This document relates to the proposed transactions between Osprey and BlackSky. This document does not constitute an offer to sell or exchange, or the solicitation of an offer to buy or exchange, any securities, nor shall there be any sale of securities in any jurisdiction in which such offer, sale or exchange would be unlawful prior to registration or qualification under the securities laws of any such jurisdiction. On May 13, 2021, Osprey filed a registration statement on Form S-4 with the SEC, as amended on June 25, 2021, which included a document that serves as a prospectus and proxy statement of Osprey, referred to as a proxy statement/prospectus. A proxy statement/prospectus will be sent to all Osprey stockholders. Osprey also will file other documents regarding the proposed transactions with the SEC. Before making any voting or investment decision, investors and security holders of Osprey are urged to read the registration statement, the proxy statement/prospectus and all other relevant documents filed or that will be filed with the SEC in connection with the proposed transactions as they become available because they will contain important information about the proposed transactions.

Investors and security holders will be able to obtain free copies of the registration statement, the proxy statement/prospectus and all other relevant documents filed or that will be filed with the SEC by Osprey through the website maintained by the SEC at www.sec.gov.

The documents filed by Osprey with the SEC also may be obtained free of charge at Osprey’s website at https://www.osprey-technology.com or from Osprey upon written request to 1845 Walnut Street, Suite 1111, Philadelphia, Pennsylvania 19103.

Participants in Solicitation

Osprey and BlackSky and their directors and executive officers may be deemed to be participants in the solicitation of proxies from Osprey’s stockholders in connection with the proposed transactions. Osprey’s stockholders and other interested persons may obtain, without charge, more detailed information regarding the directors and officers of Osprey in Osprey’s Annual Report on Form 10-K/A for the fiscal year ended December 31, 2020, which was filed with the SEC on May 12, 2021, and in Osprey’s registration statement on Form S-4, which was filed by Osprey with the SEC in connection with the business combination on May 13, 2021. Information regarding the persons who may, under SEC rules, be deemed participants in the solicitation of proxies to Osprey’s stockholders in connection with the proposed business combination is set forth in the proxy statement/prospectus on Form S-4 for the proposed business combination, which was filed by Osprey with the SEC in connection with the business combination on May 13, 2021, as amended on June 25, 2021.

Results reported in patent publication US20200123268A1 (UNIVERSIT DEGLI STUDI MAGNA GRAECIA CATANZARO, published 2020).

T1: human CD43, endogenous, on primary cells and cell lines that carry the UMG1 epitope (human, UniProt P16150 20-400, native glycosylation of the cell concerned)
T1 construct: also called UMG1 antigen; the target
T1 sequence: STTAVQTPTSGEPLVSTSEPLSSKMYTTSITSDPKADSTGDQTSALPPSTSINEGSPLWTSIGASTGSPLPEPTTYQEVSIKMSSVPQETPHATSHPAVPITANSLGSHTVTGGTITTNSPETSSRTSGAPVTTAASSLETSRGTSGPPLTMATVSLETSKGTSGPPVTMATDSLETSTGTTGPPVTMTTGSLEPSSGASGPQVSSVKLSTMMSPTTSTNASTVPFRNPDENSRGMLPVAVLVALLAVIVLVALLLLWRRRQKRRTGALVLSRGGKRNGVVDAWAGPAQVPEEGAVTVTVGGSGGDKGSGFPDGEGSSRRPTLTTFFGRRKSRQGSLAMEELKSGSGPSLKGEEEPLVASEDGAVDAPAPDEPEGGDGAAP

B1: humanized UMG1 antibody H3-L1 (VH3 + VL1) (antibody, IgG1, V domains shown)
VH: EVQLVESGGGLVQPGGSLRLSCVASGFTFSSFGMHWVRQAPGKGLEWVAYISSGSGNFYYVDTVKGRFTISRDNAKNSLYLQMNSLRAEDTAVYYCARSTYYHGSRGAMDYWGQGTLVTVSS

A list of the names of such directors and executive officers and information regarding their interests in the transactions will be contained in the proxy statement/prospectus when available. You may obtain free copies of these documents as described in the preceding paragraph.

This communication does not constitute an offer to sell or the solicitation of an offer to buy any securities or a solicitation of any vote or approval, nor shall there be any sale of any securities in any state or jurisdiction in which such offer, solicitation, or sale would be unlawful prior to registration or qualification under the securities laws of such other jurisdiction.

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See A Jaw-Dropping Crescent Moon, 50 Meteors And Hour And Our Billion-Star Milky Way: What You Can See In The Night Sky This Week – Forbes

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Each Monday I pick out the northern hemisphere’s celestial highlights (mid-northern latitudes) for the week ahead, but be sure to check my main feed for more in-depth articles on stargazing, astronomy, eclipses and more.

What To See In The Night Sky This Week: June 27-July 3, 2022

It’s not easy going stargazing in summer at this time of year in the northern hemisphere. The nights are just so short. The best reason to stay up late and go somewhere dark is the sight of the spiral arms of our Milky Way galaxy arcing across the night sky. Look to the southeast and south for that this month—and this week in particular, which will be largely moonless.

When our satellite does emerge from its New Moon conjunction with the Sun expect lush views of a slender crescent Moon. Who said summer was no good for stargazing?

Monday, June 27, 2022: Boötids meteor shower and a crescent Moon meets Mercury